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Keywords:

  • microalgae harvesting;
  • superabsorbent polymers;
  • Chlamydomonas reinhardtii;
  • desulfurization;
  • hydrogen production;
  • PEM fuel cell

ABSTRACT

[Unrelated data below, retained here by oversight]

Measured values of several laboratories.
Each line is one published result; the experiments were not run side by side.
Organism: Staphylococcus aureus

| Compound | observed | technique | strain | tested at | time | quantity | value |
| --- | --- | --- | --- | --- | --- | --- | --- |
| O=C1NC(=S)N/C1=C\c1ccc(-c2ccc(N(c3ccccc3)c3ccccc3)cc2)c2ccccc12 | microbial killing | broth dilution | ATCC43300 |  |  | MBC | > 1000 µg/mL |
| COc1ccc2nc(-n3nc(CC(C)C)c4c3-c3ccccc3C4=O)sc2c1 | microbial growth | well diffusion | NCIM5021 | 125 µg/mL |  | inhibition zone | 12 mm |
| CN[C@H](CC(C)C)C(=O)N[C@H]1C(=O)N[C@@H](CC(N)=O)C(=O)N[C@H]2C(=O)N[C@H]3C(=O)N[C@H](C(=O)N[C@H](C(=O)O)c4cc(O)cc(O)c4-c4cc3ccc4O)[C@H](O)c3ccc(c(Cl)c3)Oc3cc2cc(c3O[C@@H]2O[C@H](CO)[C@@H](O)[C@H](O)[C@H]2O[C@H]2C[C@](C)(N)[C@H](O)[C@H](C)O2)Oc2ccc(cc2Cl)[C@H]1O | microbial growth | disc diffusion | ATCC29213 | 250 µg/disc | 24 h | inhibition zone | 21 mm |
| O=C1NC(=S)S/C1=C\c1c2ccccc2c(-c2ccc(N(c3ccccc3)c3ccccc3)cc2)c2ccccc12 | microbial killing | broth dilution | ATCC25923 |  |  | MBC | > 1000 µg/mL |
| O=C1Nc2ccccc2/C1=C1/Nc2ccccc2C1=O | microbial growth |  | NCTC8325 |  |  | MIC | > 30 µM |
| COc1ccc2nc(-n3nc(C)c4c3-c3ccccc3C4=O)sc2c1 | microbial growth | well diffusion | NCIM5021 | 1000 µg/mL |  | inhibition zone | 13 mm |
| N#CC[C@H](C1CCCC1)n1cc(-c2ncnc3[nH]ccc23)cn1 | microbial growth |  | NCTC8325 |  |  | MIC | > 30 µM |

It is presented in this work a new methodology to harvest fresh water microalgae cultures by extracting the culture medium with superabsorbent polymers (SAPs). The microalgae Chlamydomonas reinhardtii were grown in the Sueoka culture medium, harvested with polyacrylic SAPs and re-suspended in the culture medium tris-acetate-potassium without sulfur (TAP-S) to generate hydrogen (H2) under anoxic conditions. The H2 production as an alternative fuel is relevant since this gas has high-energy recovery without involving carbon. Before microalgae harvesting, a number of range diameters (1–7 mm) for SAPs spherical particles were tested, and the initial rate (V0) and the maximal capacity (Qmax) were determined for the Sueoka medium absorption. The SAP particles with the diameter range 2.0–2.5 mm performed the best and these were employed for the rest of the experiments. The Sueoka medium has a high salt content and the effect of the ionic strength was also studied for different medium concentrations (0–400%). The SAPs were reused in consecutive absorption/desorption cycles, maintaining their absorption capacity. Although the Sueoka medium reduces the SAPs absorption capacity to 40% compared with deionized water, the use of SAPs was very significant for the desulfurization process of C. reihardtii. The presence of C. reinhardtii at different concentrations does not affect the absorption capacity of the Sueoka culture medium by the SAPs. In order to reduce the time of the process, an increase of the SAPs concentration was tested, being 20 g of SAP per liter of medium, a condition to harvest the microalgae culture in 4 h. There were no evident cell ruptures during the harvesting process and the cells remained alive. Finally, the harvested biomass was re-suspended in TAP-S medium and kept under anaerobic conditions and illumination to produce H2 that was monitored by a PEM fuel cell. The use of SAPs for microalgae harvesting is a feasible non-invasive procedure to obtain high concentrations of functional biomass at low cost; it offers an attractive alternative due to its versatility and simplicity. Biotechnol. Bioeng. 2013;110: 3227–3234. © 2013 Wiley Periodicals, Inc.